After a sleep, if you were lucky, Barnsley appeared on the road signs, and then, like some modern day Xanadu, Parson Cross materialized before your very eyes, and you were at the club. The walk back up Wordsworth was full of animated conversation, about what you'd done, whom you'd snogged, and what Angela Sellars had actually been up to. Then home. A nice cup of tea, Late Night Line Up, bed, and the first of many visits by the Laughing Policeman.

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My humble version of the 'Day Trip', this was on my website (when I had one)

 

DAY-TRIPPER

'Day-tripper'!! It was the title of a popular song later - The Beatles had a hit with it. It probably didn't make much sense to anyone who was not English, but it was enough to keep young kids dreaming for a whole year.It meant that we got to go on the annual trip to the 'seaside', any coastal resort in England.

The trip was 'put on' by members of the local 'Working Men's Club', and was open to the offspring of any member in good standing. I never knew what that meant, but I always got to go, so I really didn't care. Luckily for me, the club was at the bottom of the street where I lived, so I didn't have far to go to get on the 'coach', to use the English word.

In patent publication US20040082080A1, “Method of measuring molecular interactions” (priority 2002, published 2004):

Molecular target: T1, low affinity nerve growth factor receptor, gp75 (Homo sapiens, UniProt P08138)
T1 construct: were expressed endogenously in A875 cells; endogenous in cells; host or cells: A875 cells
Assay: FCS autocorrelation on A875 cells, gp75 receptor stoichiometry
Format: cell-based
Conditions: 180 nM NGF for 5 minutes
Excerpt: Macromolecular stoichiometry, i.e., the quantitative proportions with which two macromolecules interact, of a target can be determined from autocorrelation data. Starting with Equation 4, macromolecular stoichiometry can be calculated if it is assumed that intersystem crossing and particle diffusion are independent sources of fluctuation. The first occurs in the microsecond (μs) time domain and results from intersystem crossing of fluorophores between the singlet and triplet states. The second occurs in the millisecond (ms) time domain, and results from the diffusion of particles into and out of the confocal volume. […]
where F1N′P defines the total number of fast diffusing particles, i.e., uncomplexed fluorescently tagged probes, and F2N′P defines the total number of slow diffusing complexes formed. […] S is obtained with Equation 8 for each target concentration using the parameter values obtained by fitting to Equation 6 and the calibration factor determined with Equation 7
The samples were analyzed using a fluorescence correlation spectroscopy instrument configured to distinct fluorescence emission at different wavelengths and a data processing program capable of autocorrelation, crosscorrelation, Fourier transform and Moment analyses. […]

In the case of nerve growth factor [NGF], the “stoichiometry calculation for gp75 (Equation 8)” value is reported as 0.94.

There were at least five hundred buses chartered for the trip, and the service road at the bottom of the street very quickly filled up with big red and white 'S.U.T' coaches. They were soon filled with forty or so screaming kids, one driver, and one adult club member, who was a combination referee, chaperone, policeman and 'giver-out' of a bag of stale sandwiches, and a bottle of 'Tizer', a very local soft drink.

The younger kids carried a small metal pail, which was gaily decorated with whatever the early post-war years version of the Ninja Turtles was. None of us kids had TV at home, so we didn't know what other kids had. When we met kids from other cities, it was always interesting to see what their pails had painted on them - ours were always better, though! In the other hand was clutched a small shovel.